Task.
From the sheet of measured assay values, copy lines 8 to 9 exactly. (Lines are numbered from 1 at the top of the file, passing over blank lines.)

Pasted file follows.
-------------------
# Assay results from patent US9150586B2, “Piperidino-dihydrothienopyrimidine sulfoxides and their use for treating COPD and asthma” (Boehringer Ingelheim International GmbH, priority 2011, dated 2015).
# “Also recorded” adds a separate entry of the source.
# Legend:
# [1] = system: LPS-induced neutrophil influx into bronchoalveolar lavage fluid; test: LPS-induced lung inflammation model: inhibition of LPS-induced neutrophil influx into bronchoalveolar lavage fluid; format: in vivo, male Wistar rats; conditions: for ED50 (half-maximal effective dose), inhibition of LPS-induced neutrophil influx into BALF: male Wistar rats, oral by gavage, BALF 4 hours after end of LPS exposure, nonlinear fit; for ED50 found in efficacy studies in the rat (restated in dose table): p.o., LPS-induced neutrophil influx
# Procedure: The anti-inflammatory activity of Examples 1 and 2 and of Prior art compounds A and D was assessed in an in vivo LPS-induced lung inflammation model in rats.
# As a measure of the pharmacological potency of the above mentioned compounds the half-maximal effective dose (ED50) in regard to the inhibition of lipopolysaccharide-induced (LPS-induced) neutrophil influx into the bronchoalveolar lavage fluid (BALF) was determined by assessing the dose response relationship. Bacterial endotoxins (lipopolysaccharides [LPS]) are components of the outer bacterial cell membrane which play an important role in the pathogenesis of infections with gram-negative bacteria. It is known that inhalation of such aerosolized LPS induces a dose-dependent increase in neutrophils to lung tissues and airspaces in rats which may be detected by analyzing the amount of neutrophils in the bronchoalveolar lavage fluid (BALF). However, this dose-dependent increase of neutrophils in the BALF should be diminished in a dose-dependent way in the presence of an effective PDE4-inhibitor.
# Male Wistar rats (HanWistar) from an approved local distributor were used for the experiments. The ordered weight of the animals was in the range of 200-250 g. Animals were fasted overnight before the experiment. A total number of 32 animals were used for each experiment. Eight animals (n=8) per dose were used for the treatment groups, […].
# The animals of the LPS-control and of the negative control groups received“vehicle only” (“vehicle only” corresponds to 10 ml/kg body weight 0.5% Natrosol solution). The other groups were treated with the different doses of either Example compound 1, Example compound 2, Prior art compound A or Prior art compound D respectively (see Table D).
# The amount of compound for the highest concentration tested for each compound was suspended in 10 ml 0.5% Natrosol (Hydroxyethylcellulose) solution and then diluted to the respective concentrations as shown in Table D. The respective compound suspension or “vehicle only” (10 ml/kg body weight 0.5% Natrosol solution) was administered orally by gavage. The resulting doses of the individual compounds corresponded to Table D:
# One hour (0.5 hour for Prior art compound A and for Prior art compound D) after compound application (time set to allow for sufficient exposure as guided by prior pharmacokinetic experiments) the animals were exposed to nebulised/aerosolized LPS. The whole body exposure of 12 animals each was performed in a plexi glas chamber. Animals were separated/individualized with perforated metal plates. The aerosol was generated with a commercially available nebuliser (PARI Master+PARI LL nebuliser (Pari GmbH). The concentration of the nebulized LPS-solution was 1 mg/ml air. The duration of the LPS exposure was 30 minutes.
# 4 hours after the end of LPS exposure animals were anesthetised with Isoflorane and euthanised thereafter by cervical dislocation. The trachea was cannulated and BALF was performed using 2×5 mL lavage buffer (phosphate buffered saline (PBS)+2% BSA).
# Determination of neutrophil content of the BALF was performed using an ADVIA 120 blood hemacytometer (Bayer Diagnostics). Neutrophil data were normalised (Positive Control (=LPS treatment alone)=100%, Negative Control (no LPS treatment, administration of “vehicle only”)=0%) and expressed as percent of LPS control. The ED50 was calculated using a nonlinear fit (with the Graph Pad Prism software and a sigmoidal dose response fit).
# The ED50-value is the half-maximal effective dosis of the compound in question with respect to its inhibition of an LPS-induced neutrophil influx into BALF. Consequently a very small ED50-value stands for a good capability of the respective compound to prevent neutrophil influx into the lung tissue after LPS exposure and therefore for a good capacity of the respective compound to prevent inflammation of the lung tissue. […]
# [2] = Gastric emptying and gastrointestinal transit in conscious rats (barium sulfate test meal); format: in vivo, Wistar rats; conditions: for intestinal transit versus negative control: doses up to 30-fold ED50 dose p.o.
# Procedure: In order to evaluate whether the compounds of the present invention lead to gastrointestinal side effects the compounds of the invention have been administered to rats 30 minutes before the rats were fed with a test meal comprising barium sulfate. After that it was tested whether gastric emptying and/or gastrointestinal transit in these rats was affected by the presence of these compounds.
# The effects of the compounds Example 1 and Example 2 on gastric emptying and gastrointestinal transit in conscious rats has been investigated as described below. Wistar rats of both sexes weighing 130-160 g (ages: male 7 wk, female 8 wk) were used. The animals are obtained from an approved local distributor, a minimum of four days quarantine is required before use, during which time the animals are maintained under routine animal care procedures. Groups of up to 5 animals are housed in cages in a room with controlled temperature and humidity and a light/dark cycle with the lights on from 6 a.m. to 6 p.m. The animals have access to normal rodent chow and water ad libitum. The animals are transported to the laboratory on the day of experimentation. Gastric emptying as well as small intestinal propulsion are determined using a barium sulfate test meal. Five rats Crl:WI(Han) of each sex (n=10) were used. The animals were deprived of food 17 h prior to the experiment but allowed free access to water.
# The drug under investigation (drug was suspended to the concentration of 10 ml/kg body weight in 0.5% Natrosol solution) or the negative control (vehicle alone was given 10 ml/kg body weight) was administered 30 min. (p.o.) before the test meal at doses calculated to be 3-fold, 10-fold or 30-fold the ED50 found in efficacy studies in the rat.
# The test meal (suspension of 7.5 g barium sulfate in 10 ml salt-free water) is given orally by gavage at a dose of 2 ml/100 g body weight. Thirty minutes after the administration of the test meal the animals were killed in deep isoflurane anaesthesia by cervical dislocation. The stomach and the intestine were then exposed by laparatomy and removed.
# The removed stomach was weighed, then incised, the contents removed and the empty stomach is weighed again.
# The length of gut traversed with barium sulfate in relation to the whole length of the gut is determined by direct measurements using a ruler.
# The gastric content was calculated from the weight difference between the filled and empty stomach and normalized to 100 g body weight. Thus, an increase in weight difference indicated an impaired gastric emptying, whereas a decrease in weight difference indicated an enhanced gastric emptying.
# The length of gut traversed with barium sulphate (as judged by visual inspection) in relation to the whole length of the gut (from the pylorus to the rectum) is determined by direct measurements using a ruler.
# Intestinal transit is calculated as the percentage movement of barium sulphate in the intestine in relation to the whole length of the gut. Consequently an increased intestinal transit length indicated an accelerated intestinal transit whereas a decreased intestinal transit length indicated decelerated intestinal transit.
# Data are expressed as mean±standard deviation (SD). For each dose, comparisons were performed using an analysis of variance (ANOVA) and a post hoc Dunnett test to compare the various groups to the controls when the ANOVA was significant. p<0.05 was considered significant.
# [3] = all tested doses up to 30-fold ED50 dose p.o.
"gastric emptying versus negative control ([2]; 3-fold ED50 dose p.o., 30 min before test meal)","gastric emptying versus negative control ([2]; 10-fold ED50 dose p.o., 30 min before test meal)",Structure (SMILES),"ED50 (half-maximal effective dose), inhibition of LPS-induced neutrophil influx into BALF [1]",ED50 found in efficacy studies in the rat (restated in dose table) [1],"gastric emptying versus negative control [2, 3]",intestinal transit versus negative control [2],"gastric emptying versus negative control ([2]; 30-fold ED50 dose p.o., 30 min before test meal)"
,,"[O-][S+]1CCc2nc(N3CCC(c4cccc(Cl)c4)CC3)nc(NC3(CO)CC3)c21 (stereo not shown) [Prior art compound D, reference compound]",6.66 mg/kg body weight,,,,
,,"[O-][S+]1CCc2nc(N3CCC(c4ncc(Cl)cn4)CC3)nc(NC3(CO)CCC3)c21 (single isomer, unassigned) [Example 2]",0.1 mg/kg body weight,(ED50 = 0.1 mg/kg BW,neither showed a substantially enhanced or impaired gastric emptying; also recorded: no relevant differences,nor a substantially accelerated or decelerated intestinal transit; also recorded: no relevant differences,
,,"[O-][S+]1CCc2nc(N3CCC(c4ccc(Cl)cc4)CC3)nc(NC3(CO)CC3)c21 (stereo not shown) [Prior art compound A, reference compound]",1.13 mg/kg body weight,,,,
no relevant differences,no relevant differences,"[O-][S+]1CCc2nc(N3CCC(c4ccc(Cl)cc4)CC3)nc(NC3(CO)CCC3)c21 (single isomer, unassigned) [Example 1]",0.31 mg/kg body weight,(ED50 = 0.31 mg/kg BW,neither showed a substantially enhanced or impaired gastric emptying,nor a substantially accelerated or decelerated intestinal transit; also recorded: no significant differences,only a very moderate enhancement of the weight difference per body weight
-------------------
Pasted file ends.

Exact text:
# The animals of the LPS-control and of the negative control groups received“vehicle only” (“vehicle only” corresponds to 10 ml/kg body weight 0.5% Natrosol solution). The other groups were treated with the different doses of either Example compound 1, Example compound 2, Prior art compound A or Prior art compound D respectively (see Table D).
# The amount of compound for the highest concentration tested for each compound was suspended in 10 ml 0.5% Natrosol (Hydroxyethylcellulose) solution and then diluted to the respective concentrations as shown in Table D. The respective compound suspension or “vehicle only” (10 ml/kg body weight 0.5% Natrosol solution) was administered orally by gavage. The resulting doses of the individual compounds corresponded to Table D: